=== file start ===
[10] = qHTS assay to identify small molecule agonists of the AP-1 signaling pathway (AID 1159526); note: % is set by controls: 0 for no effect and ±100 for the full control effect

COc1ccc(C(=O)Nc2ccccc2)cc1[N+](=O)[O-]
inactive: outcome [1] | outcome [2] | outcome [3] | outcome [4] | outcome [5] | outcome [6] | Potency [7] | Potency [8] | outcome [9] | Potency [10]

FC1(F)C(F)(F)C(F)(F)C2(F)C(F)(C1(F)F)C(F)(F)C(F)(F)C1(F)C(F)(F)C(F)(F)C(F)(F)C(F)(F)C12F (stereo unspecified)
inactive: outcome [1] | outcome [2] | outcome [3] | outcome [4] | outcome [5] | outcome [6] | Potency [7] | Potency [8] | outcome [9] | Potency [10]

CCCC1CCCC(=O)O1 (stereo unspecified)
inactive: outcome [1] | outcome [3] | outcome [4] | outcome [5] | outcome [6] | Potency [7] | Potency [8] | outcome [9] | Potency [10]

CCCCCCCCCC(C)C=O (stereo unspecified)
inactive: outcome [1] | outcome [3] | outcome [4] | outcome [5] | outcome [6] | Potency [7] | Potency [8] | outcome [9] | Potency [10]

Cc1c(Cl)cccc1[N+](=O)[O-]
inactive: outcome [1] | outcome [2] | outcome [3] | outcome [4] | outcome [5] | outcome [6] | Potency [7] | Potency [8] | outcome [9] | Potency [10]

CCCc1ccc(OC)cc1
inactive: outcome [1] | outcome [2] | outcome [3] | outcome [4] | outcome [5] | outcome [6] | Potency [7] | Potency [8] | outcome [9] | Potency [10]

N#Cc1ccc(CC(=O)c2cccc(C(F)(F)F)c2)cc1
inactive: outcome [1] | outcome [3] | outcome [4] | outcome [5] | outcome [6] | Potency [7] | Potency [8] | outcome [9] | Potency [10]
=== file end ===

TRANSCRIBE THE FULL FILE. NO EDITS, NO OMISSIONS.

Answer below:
[10] = qHTS assay to identify small molecule agonists of the AP-1 signaling pathway (AID 1159526); note: % is set by controls: 0 for no effect and ±100 for the full control effect

COc1ccc(C(=O)Nc2ccccc2)cc1[N+](=O)[O-]
inactive: outcome [1] | outcome [2] | outcome [3] | outcome [4] | outcome [5] | outcome [6] | Potency [7] | Potency [8] | outcome [9] | Potency [10]

FC1(F)C(F)(F)C(F)(F)C2(F)C(F)(C1(F)F)C(F)(F)C(F)(F)C1(F)C(F)(F)C(F)(F)C(F)(F)C(F)(F)C12F (stereo unspecified)
inactive: outcome [1] | outcome [2] | outcome [3] | outcome [4] | outcome [5] | outcome [6] | Potency [7] | Potency [8] | outcome [9] | Potency [10]

CCCC1CCCC(=O)O1 (stereo unspecified)
inactive: outcome [1] | outcome [3] | outcome [4] | outcome [5] | outcome [6] | Potency [7] | Potency [8] | outcome [9] | Potency [10]

CCCCCCCCCC(C)C=O (stereo unspecified)
inactive: outcome [1] | outcome [3] | outcome [4] | outcome [5] | outcome [6] | Potency [7] | Potency [8] | outcome [9] | Potency [10]

Cc1c(Cl)cccc1[N+](=O)[O-]
inactive: outcome [1] | outcome [2] | outcome [3] | outcome [4] | outcome [5] | outcome [6] | Potency [7] | Potency [8] | outcome [9] | Potency [10]

CCCc1ccc(OC)cc1
inactive: outcome [1] | outcome [2] | outcome [3] | outcome [4] | outcome [5] | outcome [6] | Potency [7] | Potency [8] | outcome [9] | Potency [10]

N#Cc1ccc(CC(=O)c2cccc(C(F)(F)F)c2)cc1
inactive: outcome [1] | outcome [3] | outcome [4] | outcome [5] | outcome [6] | Potency [7] | Potency [8] | outcome [9] | Potency [10]